My name is Sally, and I’m emotionally autistic.

Image Flickr/Kberberi
One of my friends likes to describe me as ‘emotionally autistic’*.

He’s joking (I think) but it would be fair to say that I’m a reasonably private person.

I’m opinionated, and I’ve never knowingly passed up an opportunity for heated debate, but when it comes to the warm, squishy complicated business of fears, feelings and so on, I’m much more likely to go home and throw crockery against the wall than to talk it out.

I might skirt around the edges, but I really don’t feel any desire to blog about the years spent in foster care, or how I felt when my husband cheated on me, or the day the dog peed on my brand new sofa (I’ll let you decide which was more traumatic). I’m not the blogger who is going to post about my fear of commitment, or falling out with that friend who turned out to be a crazy stalker lady.

It’s just that lately, I’ve been feeling a bit inadequate about my little blog.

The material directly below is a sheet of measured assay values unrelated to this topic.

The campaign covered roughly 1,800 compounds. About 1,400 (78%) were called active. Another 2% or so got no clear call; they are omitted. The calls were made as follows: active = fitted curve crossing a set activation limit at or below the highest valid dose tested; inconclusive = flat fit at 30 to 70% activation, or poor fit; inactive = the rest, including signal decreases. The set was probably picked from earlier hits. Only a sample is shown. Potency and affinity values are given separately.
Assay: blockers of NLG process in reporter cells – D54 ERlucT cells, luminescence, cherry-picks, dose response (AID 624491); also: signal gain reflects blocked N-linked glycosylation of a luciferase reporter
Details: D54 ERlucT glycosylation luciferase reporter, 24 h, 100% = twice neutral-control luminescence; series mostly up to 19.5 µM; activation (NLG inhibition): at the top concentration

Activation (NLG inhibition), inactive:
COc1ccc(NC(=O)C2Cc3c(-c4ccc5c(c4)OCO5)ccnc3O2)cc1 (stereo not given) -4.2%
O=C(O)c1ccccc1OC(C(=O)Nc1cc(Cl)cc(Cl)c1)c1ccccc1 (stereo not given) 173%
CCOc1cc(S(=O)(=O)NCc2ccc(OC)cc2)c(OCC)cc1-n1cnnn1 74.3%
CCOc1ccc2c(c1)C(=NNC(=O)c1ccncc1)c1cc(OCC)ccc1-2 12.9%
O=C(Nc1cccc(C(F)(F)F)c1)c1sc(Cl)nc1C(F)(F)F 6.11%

In recent weeks, as we’ve been checking nominations for the MADs, I’ve read some amazingly powerful pieces of writing on blogs. Things that have inspired me, things that have moved me to tears, words that have illuminated the darkest corners of people’s lives and souls.

Every time I open Google Reader lately, someone else is putting some incredibly personal, painful experience into words. As Tara from Sticky Fingers commented somewhere yesterday, every week we’re learning more about these bloggers we love. I admire them, and I admire the talent that lets them portray their experiences so powerfully. It’s amazing. It really is. It’s just not me.

Part of me is just too Northern to post that sort of thing. Perhaps part of me is just too scared. And part of me thinks I haven’t really got it in me.

I don’t particularly have body issues. I’m not going to win any modelling contests any time soon but I tend to think if you have four working limbs, five working senses and a couple of brain cells on top of that, you should count yourself lucky. I’m not always happy, but I’m pretty sure I’ve never been touched by depression. My only chronic health issue is an allergy to feathers. Hardly rock and roll.

So while I read your amazing blogs and I love them all, I can’t help but feel that my post about not being able to put together a Transformer (and don’t think I didn’t spot Liz showing off in the comments there) looks a bit weedy in comparison. My blog is mostly about pirates and picnics with the odd bit of monkey porn thrown in for good measure.